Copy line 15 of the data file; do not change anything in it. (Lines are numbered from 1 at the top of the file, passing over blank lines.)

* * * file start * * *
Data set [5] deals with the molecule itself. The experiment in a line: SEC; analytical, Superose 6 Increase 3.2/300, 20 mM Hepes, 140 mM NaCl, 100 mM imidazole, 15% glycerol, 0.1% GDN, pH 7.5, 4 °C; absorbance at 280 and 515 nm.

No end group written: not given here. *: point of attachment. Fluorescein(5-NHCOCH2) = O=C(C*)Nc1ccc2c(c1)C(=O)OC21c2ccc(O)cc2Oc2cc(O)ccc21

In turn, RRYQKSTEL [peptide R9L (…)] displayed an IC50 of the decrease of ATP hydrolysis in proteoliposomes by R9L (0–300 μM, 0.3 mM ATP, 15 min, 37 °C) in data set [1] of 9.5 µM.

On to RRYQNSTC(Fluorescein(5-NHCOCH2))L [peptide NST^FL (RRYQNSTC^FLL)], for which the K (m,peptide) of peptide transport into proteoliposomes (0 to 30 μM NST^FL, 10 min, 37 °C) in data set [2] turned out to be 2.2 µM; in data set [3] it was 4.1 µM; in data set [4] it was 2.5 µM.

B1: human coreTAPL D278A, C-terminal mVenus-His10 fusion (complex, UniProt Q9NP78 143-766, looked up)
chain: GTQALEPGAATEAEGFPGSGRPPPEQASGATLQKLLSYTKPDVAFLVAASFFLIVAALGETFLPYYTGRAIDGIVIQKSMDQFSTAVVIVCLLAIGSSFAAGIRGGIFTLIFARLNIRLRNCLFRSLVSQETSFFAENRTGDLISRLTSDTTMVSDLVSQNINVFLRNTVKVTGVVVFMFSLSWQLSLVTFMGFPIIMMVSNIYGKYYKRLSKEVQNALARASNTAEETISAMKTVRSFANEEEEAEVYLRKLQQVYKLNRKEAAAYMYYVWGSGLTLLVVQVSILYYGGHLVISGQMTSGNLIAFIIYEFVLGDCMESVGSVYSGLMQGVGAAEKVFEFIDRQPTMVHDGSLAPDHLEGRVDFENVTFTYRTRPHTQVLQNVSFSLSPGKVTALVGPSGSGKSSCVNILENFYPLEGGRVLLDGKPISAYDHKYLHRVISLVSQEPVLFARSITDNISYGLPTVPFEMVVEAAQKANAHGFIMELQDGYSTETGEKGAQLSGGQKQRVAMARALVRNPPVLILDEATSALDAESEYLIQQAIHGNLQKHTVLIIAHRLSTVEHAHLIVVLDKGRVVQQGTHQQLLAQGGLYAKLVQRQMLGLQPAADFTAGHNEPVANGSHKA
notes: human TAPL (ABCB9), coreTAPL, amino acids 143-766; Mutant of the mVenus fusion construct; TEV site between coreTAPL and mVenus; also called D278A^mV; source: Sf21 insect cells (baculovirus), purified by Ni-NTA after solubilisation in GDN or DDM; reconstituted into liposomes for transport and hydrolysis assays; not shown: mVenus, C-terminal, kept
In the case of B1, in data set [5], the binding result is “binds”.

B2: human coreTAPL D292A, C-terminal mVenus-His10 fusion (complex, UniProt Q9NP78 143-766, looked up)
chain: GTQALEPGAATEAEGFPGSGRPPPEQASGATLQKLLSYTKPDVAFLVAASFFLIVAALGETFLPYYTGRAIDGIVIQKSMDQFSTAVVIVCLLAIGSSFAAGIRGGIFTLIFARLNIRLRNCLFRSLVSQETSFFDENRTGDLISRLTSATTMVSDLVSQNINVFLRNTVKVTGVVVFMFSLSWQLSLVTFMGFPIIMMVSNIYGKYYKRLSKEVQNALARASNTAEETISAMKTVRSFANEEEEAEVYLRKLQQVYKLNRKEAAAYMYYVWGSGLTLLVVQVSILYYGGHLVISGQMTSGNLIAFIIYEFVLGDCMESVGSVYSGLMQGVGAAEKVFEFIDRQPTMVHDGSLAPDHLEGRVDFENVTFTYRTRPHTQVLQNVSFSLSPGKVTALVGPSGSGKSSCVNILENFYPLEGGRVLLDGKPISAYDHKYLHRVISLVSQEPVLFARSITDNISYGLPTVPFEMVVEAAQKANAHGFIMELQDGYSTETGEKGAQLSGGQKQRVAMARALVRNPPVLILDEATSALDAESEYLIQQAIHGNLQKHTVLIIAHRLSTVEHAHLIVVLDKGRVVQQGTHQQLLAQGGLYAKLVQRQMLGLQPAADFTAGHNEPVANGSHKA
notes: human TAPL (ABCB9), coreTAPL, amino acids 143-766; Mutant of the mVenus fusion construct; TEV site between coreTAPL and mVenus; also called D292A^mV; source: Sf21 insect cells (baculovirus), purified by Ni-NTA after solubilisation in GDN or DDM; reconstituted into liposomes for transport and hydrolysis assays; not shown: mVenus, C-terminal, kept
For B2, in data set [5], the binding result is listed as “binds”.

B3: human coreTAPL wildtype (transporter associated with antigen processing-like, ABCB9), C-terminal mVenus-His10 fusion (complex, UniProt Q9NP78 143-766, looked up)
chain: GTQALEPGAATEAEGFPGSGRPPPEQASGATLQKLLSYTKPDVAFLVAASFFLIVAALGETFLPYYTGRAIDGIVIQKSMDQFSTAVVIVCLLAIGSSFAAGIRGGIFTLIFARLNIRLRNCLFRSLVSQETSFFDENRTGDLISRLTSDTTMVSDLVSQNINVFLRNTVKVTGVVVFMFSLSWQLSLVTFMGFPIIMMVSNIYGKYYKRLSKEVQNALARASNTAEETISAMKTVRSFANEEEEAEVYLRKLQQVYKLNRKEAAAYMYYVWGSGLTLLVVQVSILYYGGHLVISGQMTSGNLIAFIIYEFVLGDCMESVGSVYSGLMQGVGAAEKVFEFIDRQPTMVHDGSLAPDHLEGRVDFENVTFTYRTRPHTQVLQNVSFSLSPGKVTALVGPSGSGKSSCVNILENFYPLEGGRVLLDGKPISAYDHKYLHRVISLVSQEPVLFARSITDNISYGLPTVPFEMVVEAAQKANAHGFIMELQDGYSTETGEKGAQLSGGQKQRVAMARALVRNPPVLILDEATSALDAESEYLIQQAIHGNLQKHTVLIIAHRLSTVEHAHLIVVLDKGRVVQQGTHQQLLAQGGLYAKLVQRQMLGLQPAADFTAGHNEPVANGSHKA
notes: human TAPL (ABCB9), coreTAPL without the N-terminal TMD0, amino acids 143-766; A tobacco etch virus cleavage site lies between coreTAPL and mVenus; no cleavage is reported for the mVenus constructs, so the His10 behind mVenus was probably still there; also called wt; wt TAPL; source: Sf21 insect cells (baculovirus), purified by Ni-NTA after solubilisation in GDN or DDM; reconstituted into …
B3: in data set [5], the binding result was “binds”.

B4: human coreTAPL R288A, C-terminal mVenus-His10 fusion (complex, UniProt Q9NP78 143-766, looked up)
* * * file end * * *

notes: human TAPL (ABCB9), coreTAPL without the N-terminal TMD0, amino acids 143-766; A tobacco etch virus cleavage site lies between coreTAPL and mVenus; no cleavage is reported for the mVenus constructs, so the His10 behind mVenus was probably still there; also called wt; wt TAPL; source: Sf21 insect cells (baculovirus), purified by Ni-NTA after solubilisation in GDN or DDM; reconstituted into …